Sandwich with leftover turkey and cranberry sauce

Thanksgiving is one of those times when you can eat your entire body weight on Thursday, and still go back for seconds and thirds on Friday. Between the turkey, the sides, and the decadent desserts, most families recycle Thanksgiving leftovers for lunch, dinner, and late night snacks well into the weekend.

Repurposed for sandwiches, soups, and even chili, Thanksgiving leftover recipes make busy weekday lunches and dinners a no-brainer. But before you pack round 4 of Turkey Day leftovers into a lunchbox, let’s take a look at the nitty-gritty details: the expiration dates, the best hacks, and the scrumptious recipes for Thanksgiving leftovers.

Thanksgiving Leftover Hack: It’s All in the Storage

First things first, how long you can continue to enjoy your Thanksgiving leftovers depends on how well you store them in the first place. To safely enjoy your delectables for days to come, your goal is to minimize the time food stays in what we’ve dubbed “The Danger Zone.”

The Danger Zone: A temperature range of 40°F to 140°F in which illness-causing bacteria can flourish.

We don’t know about you, but in our house, we serve Thanksgiving without the bacteria. To stop bacteria from multiplying on your savored leftovers, put food away less than two hours after serving. Food that sits at room temperature for longer than two hours has an increased likelihood of developing illness-causing bacteria that can result in upset stomachs tomorrow.

For food that retains its quality and flavor longer, adhere to these guidelines:

  • Trash perishables that won’t last in the fridge. Salads are likely to wilt, so you can go ahead and toss them at the end of the night. However, hearty greens like kale and cabbage can last in the refrigerator for up to 3 days.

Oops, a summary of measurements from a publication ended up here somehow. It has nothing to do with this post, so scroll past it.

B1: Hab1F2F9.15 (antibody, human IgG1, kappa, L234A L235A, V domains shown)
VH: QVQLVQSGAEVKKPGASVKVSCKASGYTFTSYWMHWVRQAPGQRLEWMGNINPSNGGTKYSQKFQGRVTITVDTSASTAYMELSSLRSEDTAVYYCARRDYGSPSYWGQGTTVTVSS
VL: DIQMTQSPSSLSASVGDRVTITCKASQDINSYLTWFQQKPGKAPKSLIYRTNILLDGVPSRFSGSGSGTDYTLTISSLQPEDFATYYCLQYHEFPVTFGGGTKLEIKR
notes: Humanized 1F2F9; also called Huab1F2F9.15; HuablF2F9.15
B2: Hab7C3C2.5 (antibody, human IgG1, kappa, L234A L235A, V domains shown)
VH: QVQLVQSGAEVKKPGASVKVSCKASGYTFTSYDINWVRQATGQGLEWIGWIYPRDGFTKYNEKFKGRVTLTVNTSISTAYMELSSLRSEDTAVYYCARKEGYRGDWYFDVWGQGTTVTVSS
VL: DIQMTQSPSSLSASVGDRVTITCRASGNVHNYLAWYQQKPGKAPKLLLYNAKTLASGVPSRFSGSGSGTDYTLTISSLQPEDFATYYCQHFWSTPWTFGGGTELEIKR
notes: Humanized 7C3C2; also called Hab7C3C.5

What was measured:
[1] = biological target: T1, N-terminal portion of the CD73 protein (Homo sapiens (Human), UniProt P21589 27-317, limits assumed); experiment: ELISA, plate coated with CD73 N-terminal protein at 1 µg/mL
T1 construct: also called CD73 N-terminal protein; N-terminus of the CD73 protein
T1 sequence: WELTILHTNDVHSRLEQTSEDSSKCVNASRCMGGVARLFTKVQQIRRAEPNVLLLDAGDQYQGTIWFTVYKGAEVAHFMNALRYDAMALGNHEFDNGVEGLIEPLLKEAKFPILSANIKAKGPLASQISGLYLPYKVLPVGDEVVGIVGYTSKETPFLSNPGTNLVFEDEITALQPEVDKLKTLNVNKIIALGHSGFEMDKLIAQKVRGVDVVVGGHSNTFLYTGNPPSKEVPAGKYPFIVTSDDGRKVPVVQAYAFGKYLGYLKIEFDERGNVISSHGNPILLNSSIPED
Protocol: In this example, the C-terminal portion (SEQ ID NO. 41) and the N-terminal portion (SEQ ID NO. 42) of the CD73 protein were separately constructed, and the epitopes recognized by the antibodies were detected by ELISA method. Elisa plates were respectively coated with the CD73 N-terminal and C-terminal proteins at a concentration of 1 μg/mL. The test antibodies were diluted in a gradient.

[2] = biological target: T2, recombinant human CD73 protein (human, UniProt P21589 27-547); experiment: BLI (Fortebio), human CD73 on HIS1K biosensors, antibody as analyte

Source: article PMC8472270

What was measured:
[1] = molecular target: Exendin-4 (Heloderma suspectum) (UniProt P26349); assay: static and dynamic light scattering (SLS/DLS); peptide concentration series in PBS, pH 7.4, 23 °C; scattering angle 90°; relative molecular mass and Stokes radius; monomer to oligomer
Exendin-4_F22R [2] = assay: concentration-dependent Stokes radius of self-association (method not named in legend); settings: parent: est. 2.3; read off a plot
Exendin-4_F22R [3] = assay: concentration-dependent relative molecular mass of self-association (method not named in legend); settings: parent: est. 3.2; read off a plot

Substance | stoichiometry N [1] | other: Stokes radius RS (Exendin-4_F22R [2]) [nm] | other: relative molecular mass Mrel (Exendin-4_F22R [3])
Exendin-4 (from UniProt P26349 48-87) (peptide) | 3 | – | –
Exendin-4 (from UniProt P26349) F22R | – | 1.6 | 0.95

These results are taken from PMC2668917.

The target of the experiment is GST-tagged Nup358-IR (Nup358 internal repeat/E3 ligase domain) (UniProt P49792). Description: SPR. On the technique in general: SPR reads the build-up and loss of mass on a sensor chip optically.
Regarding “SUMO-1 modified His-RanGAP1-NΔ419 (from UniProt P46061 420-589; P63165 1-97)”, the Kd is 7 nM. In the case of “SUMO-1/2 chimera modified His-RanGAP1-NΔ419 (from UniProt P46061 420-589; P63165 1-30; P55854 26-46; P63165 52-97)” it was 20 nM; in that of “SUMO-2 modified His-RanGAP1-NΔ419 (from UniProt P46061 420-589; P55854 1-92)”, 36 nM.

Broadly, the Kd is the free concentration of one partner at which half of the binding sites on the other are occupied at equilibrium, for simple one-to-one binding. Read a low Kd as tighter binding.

• Hot foods can be placed directly in the fridge. Forget what your mom might have told you, hot food is perfectly fine to go straight into the fridge. Just don’t shove the whole turkey in and hope for the best. Instead, divide large quantities into smaller portions, i.e. slicing your turkey or ham first, so it can cool evenly.
  • Take care when storing seconds. Store soups and casseroles in shallow, smaller containers for quicker cooling. Wrap leftovers in airtight containers or packaging to keep harmful bacteria out and necessary moisture and flavor in.
  • Don’t over-stuff the fridge. To keep food cold, cool air needs to circulate above and beneath it. Shoving too much food in the fridge risks everything being improperly chilled.

How Long do Thanksgiving Leftovers Last?

Okay, so we’ve already mentioned that perishables like salads would be better off in the trash. But, what about everything else?

We know you want to enjoy your Thanksgiving leftovers for as long as possible, as safely as possible. So, stick to this guide for storing your leftovers bacteria- and freezer-burn-free.

Guide of when to leave leftovers in the fridge or freezer

Note that while some items like baked casseroles or vegetables can technically last longer in the freezer than we’ve listed, chances are the flavor, nutrients, and texture you love about them won’t quite be the same.

Affordable Thanksgiving Turkey Leftover Recipes

Want to make your turkey stretch for another meal? While Thanksgiving turkey tastes great solo or on a sandwich, that can get a bit old. So, how about a delicious hot soup or cold turkey salad instead? Check these recipes out!

Chunky Turkey Vegetable Soup

Capture the warmth a Thanksgiving meal gives with this stick-to-your-bones chunky turkey vegetable soup. Using ingredients you likely already have on hand or still sitting in the pantry, the only thing this soup is light on is the budget!

Bowl of soup with leftover turkey and sweet potato

What You Need:

  • 1 cup water
  • Salt and pepper
  • 1 tablespoon olive oil
  • 2 garlic cloves, minced
  • 2 tablespoons tomato paste